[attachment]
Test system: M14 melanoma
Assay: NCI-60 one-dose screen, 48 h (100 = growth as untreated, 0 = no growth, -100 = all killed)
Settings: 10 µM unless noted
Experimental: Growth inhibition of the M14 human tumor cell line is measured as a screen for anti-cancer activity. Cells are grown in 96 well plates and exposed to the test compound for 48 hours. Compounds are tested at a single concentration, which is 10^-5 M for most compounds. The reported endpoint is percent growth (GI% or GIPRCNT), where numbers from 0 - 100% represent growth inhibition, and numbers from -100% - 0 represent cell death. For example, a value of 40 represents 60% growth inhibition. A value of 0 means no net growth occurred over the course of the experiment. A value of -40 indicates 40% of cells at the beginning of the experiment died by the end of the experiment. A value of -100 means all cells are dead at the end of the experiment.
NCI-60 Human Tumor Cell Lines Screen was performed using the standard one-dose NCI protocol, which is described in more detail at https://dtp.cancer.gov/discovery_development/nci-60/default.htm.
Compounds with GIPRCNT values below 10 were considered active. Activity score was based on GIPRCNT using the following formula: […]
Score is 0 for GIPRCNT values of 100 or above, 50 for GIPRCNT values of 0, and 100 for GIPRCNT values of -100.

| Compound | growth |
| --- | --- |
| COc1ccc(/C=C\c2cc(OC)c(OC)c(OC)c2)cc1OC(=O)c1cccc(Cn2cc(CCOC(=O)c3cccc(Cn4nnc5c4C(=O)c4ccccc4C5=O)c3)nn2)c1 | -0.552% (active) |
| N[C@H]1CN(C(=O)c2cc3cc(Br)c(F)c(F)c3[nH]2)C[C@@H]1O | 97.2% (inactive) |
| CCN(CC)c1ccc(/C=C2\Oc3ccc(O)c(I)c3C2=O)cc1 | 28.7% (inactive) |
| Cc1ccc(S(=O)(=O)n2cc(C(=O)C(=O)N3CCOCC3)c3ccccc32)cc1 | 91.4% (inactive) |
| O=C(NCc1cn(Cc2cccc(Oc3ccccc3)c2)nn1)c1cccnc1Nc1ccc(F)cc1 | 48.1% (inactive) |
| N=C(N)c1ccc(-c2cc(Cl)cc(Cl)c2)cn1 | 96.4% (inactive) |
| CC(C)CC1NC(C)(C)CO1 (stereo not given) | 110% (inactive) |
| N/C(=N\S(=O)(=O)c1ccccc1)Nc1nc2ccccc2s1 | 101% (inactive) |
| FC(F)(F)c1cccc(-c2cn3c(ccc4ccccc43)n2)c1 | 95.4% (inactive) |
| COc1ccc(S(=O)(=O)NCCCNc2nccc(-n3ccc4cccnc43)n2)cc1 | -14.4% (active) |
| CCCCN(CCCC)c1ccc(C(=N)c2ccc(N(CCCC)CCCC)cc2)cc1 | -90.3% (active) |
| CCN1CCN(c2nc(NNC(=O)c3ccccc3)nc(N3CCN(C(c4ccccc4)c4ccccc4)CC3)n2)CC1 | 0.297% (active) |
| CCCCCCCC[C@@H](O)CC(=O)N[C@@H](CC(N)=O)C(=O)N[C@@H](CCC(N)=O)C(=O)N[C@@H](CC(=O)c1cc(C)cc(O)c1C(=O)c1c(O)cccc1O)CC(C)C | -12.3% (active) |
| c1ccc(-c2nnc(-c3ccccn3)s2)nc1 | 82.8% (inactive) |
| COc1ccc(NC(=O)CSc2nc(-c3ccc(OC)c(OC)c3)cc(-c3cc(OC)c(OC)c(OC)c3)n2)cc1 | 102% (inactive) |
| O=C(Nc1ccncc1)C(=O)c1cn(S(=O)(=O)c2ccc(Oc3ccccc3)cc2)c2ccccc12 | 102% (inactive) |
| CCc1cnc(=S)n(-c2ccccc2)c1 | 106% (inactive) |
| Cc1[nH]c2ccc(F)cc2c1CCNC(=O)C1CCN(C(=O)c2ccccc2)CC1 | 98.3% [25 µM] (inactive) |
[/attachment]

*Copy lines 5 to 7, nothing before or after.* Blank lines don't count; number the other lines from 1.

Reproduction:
NCI-60 Human Tumor Cell Lines Screen was performed using the standard one-dose NCI protocol, which is described in more detail at https://dtp.cancer.gov/discovery_development/nci-60/default.htm.
Compounds with GIPRCNT values below 10 were considered active. Activity score was based on GIPRCNT using the following formula: […]
Score is 0 for GIPRCNT values of 100 or above, 50 for GIPRCNT values of 0, and 100 for GIPRCNT values of -100.